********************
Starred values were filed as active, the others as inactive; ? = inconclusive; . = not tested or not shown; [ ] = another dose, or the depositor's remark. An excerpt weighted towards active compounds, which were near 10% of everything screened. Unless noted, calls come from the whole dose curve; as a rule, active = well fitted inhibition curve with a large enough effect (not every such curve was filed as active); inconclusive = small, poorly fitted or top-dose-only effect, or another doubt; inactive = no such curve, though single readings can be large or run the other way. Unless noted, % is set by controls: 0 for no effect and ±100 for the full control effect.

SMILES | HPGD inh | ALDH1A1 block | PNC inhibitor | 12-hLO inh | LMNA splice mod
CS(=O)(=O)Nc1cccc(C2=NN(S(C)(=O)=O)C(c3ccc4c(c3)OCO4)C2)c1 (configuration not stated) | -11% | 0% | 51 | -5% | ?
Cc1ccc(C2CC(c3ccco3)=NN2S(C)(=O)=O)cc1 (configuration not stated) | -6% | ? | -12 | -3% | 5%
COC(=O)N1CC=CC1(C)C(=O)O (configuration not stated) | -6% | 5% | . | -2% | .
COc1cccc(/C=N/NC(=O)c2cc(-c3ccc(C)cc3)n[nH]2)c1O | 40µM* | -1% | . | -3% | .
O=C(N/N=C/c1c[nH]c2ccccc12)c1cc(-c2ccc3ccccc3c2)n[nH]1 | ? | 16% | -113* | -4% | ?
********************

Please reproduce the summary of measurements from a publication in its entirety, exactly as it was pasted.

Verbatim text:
Starred values were filed as active, the others as inactive; ? = inconclusive; . = not tested or not shown; [ ] = another dose, or the depositor's remark. An excerpt weighted towards active compounds, which were near 10% of everything screened. Unless noted, calls come from the whole dose curve; as a rule, active = well fitted inhibition curve with a large enough effect (not every such curve was filed as active); inconclusive = small, poorly fitted or top-dose-only effect, or another doubt; inactive = no such curve, though single readings can be large or run the other way. Unless noted, % is set by controls: 0 for no effect and ±100 for the full control effect.

SMILES | HPGD inh | ALDH1A1 block | PNC inhibitor | 12-hLO inh | LMNA splice mod
CS(=O)(=O)Nc1cccc(C2=NN(S(C)(=O)=O)C(c3ccc4c(c3)OCO4)C2)c1 (configuration not stated) | -11% | 0% | 51 | -5% | ?
Cc1ccc(C2CC(c3ccco3)=NN2S(C)(=O)=O)cc1 (configuration not stated) | -6% | ? | -12 | -3% | 5%
COC(=O)N1CC=CC1(C)C(=O)O (configuration not stated) | -6% | 5% | . | -2% | .
COc1cccc(/C=N/NC(=O)c2cc(-c3ccc(C)cc3)n[nH]2)c1O | 40µM* | -1% | . | -3% | .
O=C(N/N=C/c1c[nH]c2ccccc12)c1cc(-c2ccc3ccccc3c2)n[nH]1 | ? | 16% | -113* | -4% | ?